As the new year began, a major deal was agreed upon on Saturday between the New York Knicks and the Toronto Raptors. The two organizations are currently involved in a federal court dispute over an alleged case of proprietary information theft. The Knicks traded for OG Anunoby, who was wanted by many NBA teams, for Immanuel Quickley, R.J. Barrett, and the second-round selection of the Detroit Pistons in 2024, as well as for Precious Achiuwa and Malachi Flynn.
Two teams embroiled in legal disputes have apparently never before reached a settlement in league history. This kind of event is warranted. The fact that all parties involved come out ahead makes this exchange stand out among the many intriguing aspects of it. While the Knicks receive their long-sought-after talent in Anunoby, the Raptors acquire their future point guard, send a prominent Canadian hooper packing, and acquire a pick that is highly expected to be the No. 31 overall selection in the 2024 NBA Draft in exchange for a player whose free agency status was uncertain.
Additionally, I will have an article covering the return of the Knicks. Now that we’ve covered the two players Toronto got (Quickley and Barrett), let’s dissect why one of them could end up being the deal-breaker.
Among these participants, Immanuel Quickley stands out as the most intriguing.
I still don’t agree with how this transaction has been portrayed as “The OG Anunoby Trade,” even if I can understand it from both teams’ perspectives. I believe Quickley should be the focal point of the deal if we are to center it on one player. In my opinion, “The Immanuel Quickley Trade” is a more fitting title. He stands to gain the most from the arrangement.
The 24-year-old point guard will have ample opportunity to prove himself in Toronto, where he has been prepared for a more advanced role for over a year. Since beginning their roster retooling around the 2021–22 Rookie of the Year, the Raptors have been in search of a long-term point guard option to complement Scottie Barnes. They have discovered the ideal match in Quickley. He complements Barnes’ game, has plenty of potential to develop his own scoring and playmaking abilities, and is around the same age as the other key Raptors.
Also, Quickley has shown that he can be effective in a starting role. In 21 games last season, Quickley started either as the starting point guard or as a backup for Jalen Brunson or the injured Barrett. The outcomes were outstanding. In 38 minutes a game, Quickley shot 46.9% from the field, 40.1% from beyond the arc, and 84.6% from the charity stripe over those 21 games. He averaged 22.6 points, 5.4 boards, and 5.1 assists per game. All of those figures were higher than his total output per minute. He has improved his performance per minute this season to a level where it is competitive with his starting averages. In 36 minutes played, he has averaged 22.5 points, 3.8 rebounds, and 3.7 assists while shooting 45.4% from the field, 39.5% from beyond the arc, and 87.2% from the charity stripe.
Similar to how Brunson flourished in a more significant role for the Knicks after a supporting role with Luka Dončić in Dallas, Quickley is expected to have remarkable success in a more prominent role for Toronto. He’s a real three-point shooter; last season, he was one of just ten guards to shoot 65% from the field, 45% from midrange, and 36% from beyond the arc, all according to Cleaning the Glass. Out of the remaining nine players, six were all-stars; the remaining three, Isaiah Joe (a reserve for the Oklahoma City Thunder), Monté Morris (a point guard for the Washington Wizards in the past), and Derrick White (a possible All-Star for Boston in 2024), were significantly less used. Despite a decline in both efficiency and rim pressure this season, Quickley is still one of just fourteen guards shooting 57% from the field, 45% from 3-point range, and 37% from the field overall. In sum, Quickley has shown somewhat above-average efficiency on a substantial volume over the past two seasons, while being only 23 and 24 years old, respectively.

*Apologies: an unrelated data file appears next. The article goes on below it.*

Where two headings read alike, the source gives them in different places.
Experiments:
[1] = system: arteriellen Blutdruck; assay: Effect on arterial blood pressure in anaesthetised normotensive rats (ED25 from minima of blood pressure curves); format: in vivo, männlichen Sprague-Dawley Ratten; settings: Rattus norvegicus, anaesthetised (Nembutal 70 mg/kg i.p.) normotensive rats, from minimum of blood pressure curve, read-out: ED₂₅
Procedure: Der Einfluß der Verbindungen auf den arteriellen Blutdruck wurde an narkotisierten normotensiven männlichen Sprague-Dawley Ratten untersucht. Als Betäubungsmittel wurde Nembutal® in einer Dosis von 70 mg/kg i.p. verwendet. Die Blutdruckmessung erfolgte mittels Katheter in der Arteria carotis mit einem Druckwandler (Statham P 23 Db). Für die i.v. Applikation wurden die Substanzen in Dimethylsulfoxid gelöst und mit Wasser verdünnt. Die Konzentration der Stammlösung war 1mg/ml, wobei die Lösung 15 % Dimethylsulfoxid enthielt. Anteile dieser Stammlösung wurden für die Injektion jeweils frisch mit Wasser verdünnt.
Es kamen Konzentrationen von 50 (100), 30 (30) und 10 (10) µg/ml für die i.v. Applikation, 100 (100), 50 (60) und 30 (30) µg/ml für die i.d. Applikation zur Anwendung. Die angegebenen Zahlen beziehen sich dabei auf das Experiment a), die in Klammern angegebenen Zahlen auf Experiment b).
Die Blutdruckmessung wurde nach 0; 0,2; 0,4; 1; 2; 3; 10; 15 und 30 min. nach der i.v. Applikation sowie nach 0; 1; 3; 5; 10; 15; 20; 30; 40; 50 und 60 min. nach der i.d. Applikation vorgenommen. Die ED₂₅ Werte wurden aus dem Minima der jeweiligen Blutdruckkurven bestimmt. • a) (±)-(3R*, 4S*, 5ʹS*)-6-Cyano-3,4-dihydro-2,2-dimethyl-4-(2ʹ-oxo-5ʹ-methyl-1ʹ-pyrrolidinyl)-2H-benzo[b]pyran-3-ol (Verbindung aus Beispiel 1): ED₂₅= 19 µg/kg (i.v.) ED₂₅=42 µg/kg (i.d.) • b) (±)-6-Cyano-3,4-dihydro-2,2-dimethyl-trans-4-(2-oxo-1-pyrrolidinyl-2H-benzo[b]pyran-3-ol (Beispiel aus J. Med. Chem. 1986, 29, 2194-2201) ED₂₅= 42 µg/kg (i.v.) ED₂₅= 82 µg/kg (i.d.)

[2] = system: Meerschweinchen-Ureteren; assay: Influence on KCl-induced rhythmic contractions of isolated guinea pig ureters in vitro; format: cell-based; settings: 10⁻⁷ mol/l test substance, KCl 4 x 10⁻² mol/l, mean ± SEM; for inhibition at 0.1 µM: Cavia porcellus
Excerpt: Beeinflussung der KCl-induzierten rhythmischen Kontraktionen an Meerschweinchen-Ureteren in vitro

A key component of Quickley’s ability to create scoring opportunities is his variety in making shots. The way defenders play Quickley, especially while the ball is being screened, is dictated by his continual threat to pull up and shoot. There isn’t a foolproof plan to stop him, particularly if his opponents are lacking in troops. This is why Quickley has been named the league’s best pick-and-roll scorer for the past two years running.
You can see Quickley’s shotmaking variety in action in the following clips from a game he played in November against Phoenix. In 29 minutes, he scored 18 points.
He displays remarkable composure and patience while facing opponents who go over the screen; for example, he keeps Devin Booker’s defender connected to his hip as he waits for his screener’s defender to determine whether to assist the roller or remain attached to him. Quickley makes a midrange pull-up after bouncing off Booker to his right. This happens as soon as Knicks’ Isaiah Hartenstein dribbles his right foot to keep himself tied to Phoenix big man Drew Eubanks. If Quickley is able to step up as the Raptors’ starting point guard, the success or failure of this transaction will hinge on him. In the past two seasons, whenever the Knicks have requested that Quickley play more minutes, he has responded admirably and flourished. Even though Quickley finished second that season to then-Boston Celtics guard Malcolm Brogdon, I still thought his all-around effort was deserving of the distinction, so I went with him as my Sixth Man of the Year option.